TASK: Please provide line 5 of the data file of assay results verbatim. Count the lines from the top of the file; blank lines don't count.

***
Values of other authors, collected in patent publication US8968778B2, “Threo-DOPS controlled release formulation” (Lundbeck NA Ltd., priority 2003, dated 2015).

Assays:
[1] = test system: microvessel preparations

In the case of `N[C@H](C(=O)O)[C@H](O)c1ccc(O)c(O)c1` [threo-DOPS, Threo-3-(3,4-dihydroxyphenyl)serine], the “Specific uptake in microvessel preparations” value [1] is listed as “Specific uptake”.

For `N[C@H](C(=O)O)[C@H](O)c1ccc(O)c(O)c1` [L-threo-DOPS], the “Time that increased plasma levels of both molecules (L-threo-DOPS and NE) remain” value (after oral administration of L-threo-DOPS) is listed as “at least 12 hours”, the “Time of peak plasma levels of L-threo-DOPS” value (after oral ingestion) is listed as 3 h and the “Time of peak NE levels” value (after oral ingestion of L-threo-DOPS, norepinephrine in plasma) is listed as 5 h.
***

For `N[C@H](C(=O)O)[C@H](O)c1ccc(O)c(O)c1` [L-threo-DOPS], the “Time that increased plasma levels of both molecules (L-threo-DOPS and NE) remain” value (after oral administration of L-threo-DOPS) is listed as “at least 12 hours”, the “Time of peak plasma levels of L-threo-DOPS” value (after oral ingestion) is listed as 3 h and the “Time of peak NE levels” value (after oral ingestion of L-threo-DOPS, norepinephrine in plasma) is listed as 5 h.